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Schools fail to prepare kids for college, study says

David Scharfenberg
Thursday October 03, 2002

California does a poor job of preparing students for college but provides young people with an affordable higher education, according to a national study released Wednesday. 

“California is probably the top state [in the country] in terms of providing low-cost education,” said Mikyung Ryu, policy analyst for the San Jose-based National Center for Public Policy and Higher Education, which published the report. “[Students] should be better prepared when they enter [college].” 

The center, in its “Measuring Up 2002” study, graded all 50 states on higher education in five separate categories: preparation, participation, affordability, completion and benefits. 

California received a C- in preparing pupils for higher education and an A in affordability, matching grades from the first “Measuring Up” study in 2000. 

California held steady on its participation grade – which measured, among other things, the number of 18- to 24-year-olds enrolled in college – at a B+.  

Its completion grade, which included factors like the number of full-time college students graduating within six years of enrollment, jumped from a C to a C+. 

The benefits score, which measured voting patterns and income jumps for college graduates, moved from a B+ to an A-. 

The group based its preparation grade on 12 separate measures. California made progress in a few cases – the number of eighth-graders taking algebra, for instance, jumped from 21 percent in 2000 to 33 percent in 2002. But the state held steady or dropped in most other categories.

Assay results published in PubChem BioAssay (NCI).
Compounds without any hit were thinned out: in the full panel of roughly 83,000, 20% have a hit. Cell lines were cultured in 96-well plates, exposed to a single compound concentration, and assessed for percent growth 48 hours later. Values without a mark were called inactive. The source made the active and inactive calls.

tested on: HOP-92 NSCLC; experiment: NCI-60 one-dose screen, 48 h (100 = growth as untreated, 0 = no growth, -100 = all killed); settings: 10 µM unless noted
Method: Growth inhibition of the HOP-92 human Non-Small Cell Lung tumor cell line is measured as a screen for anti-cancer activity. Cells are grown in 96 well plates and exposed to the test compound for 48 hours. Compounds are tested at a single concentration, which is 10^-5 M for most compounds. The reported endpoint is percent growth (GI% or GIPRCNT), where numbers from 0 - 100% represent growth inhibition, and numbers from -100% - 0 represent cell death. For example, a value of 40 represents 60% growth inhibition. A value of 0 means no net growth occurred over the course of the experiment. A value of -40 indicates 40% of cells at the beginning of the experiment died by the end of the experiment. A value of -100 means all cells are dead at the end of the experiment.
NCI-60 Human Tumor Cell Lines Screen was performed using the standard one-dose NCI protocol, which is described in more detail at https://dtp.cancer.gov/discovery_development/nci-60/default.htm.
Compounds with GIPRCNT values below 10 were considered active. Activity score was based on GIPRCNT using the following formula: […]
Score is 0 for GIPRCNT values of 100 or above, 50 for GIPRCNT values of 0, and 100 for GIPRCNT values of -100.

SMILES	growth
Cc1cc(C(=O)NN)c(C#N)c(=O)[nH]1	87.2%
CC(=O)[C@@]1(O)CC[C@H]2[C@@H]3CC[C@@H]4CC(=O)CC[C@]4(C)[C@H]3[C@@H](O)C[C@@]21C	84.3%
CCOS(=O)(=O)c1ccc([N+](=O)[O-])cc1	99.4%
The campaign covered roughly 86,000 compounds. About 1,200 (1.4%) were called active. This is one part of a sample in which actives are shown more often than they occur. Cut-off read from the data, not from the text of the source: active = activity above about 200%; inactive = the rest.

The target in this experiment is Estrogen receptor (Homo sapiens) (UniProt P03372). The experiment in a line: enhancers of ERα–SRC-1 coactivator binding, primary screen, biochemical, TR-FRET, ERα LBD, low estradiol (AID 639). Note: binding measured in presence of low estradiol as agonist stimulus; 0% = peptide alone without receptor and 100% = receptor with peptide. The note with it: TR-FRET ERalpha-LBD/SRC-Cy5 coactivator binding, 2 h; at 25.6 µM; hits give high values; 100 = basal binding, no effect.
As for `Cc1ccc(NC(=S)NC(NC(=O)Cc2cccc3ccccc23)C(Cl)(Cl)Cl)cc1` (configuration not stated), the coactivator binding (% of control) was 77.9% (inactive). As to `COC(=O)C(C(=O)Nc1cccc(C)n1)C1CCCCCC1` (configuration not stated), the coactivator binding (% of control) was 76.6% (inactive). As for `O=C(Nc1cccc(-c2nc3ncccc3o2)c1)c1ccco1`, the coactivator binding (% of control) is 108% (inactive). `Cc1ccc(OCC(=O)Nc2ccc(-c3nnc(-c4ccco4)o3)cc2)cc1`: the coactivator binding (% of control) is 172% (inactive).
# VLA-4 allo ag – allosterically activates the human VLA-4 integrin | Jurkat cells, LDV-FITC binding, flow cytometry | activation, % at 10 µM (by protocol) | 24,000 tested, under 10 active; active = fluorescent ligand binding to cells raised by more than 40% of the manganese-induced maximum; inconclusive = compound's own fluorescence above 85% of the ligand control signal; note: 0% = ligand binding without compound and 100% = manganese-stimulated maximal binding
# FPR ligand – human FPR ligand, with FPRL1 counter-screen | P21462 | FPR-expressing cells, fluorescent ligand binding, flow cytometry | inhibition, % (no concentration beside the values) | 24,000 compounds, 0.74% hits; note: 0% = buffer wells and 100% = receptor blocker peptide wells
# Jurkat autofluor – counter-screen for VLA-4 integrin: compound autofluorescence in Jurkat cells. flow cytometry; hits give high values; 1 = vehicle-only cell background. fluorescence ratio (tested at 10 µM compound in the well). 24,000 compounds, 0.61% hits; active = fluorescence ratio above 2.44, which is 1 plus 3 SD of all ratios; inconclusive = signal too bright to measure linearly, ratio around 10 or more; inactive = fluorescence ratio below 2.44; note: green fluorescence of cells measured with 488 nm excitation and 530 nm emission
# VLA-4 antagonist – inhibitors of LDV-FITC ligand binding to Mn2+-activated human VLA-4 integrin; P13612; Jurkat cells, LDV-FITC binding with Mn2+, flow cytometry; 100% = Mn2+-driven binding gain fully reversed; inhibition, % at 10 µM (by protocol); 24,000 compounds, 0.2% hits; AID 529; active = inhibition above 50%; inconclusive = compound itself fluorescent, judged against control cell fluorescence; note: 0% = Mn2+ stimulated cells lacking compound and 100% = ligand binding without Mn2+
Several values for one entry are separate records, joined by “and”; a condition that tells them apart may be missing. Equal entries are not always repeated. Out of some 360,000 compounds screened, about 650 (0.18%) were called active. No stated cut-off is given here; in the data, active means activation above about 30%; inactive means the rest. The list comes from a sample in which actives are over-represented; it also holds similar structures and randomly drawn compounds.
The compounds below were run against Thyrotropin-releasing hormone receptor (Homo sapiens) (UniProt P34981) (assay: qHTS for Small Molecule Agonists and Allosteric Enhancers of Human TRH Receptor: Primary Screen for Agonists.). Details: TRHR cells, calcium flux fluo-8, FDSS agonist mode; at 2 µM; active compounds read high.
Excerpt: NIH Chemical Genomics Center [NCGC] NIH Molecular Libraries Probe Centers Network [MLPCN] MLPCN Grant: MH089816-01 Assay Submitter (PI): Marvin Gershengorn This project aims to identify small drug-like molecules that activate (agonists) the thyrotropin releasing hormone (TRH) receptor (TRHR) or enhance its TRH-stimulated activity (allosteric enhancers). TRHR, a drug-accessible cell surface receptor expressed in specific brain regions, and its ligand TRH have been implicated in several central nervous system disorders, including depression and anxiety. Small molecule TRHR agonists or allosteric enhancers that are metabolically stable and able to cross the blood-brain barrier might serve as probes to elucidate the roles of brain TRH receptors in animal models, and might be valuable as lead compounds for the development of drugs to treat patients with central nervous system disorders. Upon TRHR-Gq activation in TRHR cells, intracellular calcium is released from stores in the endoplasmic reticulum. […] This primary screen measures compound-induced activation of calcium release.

The number of high school students taking at least one upper-level math course, for example, dipped from 36 percent in 2000 to 34 percent in 2002. 

“This is kind of an alarming result, because many other states are making progress on this measure,” said Ryu. 

Figures for Berkeley High School, in particular, were not available at press time. 

Ryu said the low cost of community college contributed heavily to California’s A for affordability. According to the center’s report, community college tuition in California amounts to only 3 percent of a low-income family’s average income, the lowest percentage in the nation. 

“A student can get a very, very good education, and fulfill all the requirements to go to any university, at extremely low prices,” said Terry Tricomi, spokesperson for Vista Community College in Berkeley. 

California residents can attend a community college full-time for roughly $300 per year under state regulations that govern every community college in California. 

The figures are not as strong when it comes to public, four-year colleges or universities. The average California family must devote 28 percent of its income to pay tuition, room and board for a public, four-year institution.  

Utah, by contrast, leads the way at 16 percent. 

But University of California spokesman Hanan Eisenman said residents get bang for their buck. 

“For the quality of UC’s education, there isn’t a better-priced education in the state,” he said. 

This year, the average fee for the nine-campus UC system, including tuition, is $3,859.  

Eisenman said the figure was $2,005 less than the average fees at four comparable universities – the University of Illinois, Michigan University, the University of Virginia and the State University of New York.